His words, then, are better rendered, "My food is that I may do the will of Him that sent Me and finish His work." His reinvigoration derived from making the accomplishment of the Father's will His every impelling motive. In this case, it was not the actual doing of the work but the motive for doing it that was so energizing and stimulating.

The Revised English Bible translates this verse as, "But Jesus said, 'For Me it is meat and drink to do the will of Him who sent me until I have finished His work.'" "Until" properly indicates He was being sustained and energized from the motivation to see the work done. The apostle Paul expresses a similar motivation in I Corinthians 9:16, "For if I preach the gospel, I have nothing to boast of, for necessity is laid upon me; yes, woe is me if I do not preach the gospel!" These men felt driven to do the work God had appointed for them.

If our lives are going to be at all worthy, it will be because of two factors: What we aim for in life and recognizing who we are. The first may be simply described by saying, "You gotta have high hopes," and we can have no higher aim in life than to do the will of the Father. The second can be understood by grasping why psychologists keep trying to persuade parents to work to build their children's self-esteem. They have observed that, if children do not think they are anything or can do anything, are of no value and unloved, or have absolutely no skills, they will not do anything. They will spend their lives cowering in self-pity and spinning their wheels in ineffective, low-level activity.

Anything connected to doing the will of the Father supersedes all other ambitions in life. Jesus Himself says in Matthew 6:33, "Seek first the kingdom of God and His righteousness, and all these things shall be added to you."

John W. Ritenbaugh
The Elements of Motivation (Part Five): Who We Are

1 Corinthians 10:3-4

Yes we walk in the flesh—meaning we have fleshly bodies. God has made us physical. But, we are not really supposed to walk according to the flesh. "We walk by faith, not by sight."

We live in physical bodies. We have physical lives. We have our physical problems. But the battle we wage is not physical at all! The battle is fought in the realm of belief, ideas, philosophies, teachings, words, principles, and laws. To sum it up, we could say, "We fight the battle in our minds."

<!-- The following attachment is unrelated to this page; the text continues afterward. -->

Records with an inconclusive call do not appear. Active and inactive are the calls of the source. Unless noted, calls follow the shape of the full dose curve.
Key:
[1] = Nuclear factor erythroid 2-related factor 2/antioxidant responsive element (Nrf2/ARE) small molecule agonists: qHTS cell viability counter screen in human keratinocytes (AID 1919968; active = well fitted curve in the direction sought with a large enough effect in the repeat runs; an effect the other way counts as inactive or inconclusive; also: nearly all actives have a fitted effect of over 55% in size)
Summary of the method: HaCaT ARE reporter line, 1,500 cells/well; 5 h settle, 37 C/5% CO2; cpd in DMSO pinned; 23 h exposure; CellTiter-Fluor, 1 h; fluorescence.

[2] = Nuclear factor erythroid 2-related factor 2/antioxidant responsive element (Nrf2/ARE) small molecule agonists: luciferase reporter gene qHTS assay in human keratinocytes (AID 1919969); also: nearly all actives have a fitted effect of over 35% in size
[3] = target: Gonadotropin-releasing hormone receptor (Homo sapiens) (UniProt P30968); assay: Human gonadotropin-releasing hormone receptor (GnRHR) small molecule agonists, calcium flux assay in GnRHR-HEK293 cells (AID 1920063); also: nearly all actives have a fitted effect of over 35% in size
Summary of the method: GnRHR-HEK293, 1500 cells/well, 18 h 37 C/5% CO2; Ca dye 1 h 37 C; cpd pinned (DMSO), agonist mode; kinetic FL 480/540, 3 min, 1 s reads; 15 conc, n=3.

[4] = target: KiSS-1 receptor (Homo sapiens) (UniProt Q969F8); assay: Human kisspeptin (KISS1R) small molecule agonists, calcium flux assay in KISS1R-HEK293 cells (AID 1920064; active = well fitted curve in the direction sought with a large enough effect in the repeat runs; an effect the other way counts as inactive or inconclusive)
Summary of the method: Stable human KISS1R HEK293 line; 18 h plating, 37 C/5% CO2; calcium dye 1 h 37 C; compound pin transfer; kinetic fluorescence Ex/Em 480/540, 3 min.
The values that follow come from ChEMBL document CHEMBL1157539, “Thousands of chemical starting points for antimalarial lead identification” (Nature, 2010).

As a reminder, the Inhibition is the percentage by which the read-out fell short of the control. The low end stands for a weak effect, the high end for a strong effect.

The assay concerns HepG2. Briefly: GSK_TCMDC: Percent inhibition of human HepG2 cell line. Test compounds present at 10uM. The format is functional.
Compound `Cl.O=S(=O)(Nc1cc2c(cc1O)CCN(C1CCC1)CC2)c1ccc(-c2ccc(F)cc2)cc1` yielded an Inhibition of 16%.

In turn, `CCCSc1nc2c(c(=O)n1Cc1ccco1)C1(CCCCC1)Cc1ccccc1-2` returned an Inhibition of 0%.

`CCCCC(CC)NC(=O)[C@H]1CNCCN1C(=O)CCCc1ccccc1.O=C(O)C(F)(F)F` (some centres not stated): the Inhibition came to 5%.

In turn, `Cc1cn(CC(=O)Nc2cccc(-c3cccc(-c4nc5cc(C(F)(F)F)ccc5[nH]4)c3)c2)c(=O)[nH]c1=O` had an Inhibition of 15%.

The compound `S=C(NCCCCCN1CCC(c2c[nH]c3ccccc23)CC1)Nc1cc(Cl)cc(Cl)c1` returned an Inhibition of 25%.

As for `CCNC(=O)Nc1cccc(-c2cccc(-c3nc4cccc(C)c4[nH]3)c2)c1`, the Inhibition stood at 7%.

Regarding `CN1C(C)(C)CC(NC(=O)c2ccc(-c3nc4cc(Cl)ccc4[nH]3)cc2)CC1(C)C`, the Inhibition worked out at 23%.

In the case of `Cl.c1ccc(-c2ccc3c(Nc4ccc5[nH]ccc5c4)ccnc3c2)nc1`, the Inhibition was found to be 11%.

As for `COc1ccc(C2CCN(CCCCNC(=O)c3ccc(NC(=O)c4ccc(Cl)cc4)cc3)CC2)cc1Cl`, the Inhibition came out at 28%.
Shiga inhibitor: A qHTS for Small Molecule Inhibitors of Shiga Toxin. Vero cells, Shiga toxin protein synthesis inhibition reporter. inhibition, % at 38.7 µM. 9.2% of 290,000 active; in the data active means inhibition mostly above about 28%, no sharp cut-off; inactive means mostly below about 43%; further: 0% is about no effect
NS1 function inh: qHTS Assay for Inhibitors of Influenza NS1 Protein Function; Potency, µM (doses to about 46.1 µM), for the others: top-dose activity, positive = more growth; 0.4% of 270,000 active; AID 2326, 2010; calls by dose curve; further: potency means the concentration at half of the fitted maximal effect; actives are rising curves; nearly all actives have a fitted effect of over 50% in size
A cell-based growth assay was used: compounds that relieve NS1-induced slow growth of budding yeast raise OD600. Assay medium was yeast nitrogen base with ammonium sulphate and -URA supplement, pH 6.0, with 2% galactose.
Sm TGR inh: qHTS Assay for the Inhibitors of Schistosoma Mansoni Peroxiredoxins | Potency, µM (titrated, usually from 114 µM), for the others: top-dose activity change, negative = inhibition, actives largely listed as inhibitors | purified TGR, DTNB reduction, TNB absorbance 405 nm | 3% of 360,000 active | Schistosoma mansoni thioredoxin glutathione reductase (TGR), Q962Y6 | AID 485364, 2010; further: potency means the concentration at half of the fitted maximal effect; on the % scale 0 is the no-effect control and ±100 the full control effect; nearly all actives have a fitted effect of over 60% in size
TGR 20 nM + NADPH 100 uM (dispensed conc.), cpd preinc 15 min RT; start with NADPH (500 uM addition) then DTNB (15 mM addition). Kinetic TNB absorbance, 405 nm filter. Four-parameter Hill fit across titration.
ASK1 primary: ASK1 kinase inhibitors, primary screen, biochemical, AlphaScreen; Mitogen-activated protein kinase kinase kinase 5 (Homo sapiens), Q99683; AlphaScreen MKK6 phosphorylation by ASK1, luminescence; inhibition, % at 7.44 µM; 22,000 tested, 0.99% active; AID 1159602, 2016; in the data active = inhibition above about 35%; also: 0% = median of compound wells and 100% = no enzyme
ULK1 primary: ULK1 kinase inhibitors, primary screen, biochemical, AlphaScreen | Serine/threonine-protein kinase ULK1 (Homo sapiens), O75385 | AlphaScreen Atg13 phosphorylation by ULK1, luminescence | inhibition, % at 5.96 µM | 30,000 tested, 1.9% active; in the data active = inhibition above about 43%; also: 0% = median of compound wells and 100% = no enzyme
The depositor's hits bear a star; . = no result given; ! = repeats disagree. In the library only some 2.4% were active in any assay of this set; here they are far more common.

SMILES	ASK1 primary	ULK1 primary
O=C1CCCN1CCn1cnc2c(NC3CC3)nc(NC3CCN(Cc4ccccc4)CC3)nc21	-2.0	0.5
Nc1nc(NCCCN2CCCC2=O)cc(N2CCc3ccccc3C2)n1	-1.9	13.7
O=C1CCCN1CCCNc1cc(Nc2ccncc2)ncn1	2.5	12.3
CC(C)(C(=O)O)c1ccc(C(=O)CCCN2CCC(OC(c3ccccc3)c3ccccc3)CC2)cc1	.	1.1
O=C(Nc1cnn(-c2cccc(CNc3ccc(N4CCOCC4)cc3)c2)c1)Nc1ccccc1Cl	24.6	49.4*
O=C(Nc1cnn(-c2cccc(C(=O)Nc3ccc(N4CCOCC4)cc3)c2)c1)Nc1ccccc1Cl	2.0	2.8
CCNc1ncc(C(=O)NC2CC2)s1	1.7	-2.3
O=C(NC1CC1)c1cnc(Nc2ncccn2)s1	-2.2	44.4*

That is where it is—in our minds. Or as the Bible often says—within our hearts, our emotions, our personalities, our developing character. Why is that where the battle lies? "For as he thinks in his heart, so is he" (Proverbs 23:7). A person is what goes through his mind, what he allows himself to do, all the decisions that he makes.

We say, "We are what we eat." We know that what we put into our mouths goes into our bodies, and supplies our bodies' needs as energy or raw materials for building and maintenance. We know that our bodies over time replace all the cells that we have! That is the way that God has made us. Our food is the raw material—fuel—that makes us what we are physically.

Well, spiritually it is the same thing. We are what we think! We are what we allow into our minds. René Descartes said, "I think therefore I am [Cogito ergo sum]." It is essentially a true statement because it is our thoughts, and the character that our thoughts have helped to form, that will pass through the grave. Our essential being beyond our physical flesh and blood is what is going to be preserved by God.

Job 32:8 informs us that "there is a spirit in man," and Solomon writes in Ecclesiastes 12:7, "Then [at death] the dust will return to the earth as it was, and the spirit will return to God who gave it." And God does whatever He does with it. What is recorded on that spirit? The person's thoughts, his memory, his beliefs, his desires, his habits, and his character traits!

God does not work with us through however many years of our lives just to throw away what He accomplished in us through His Spirit.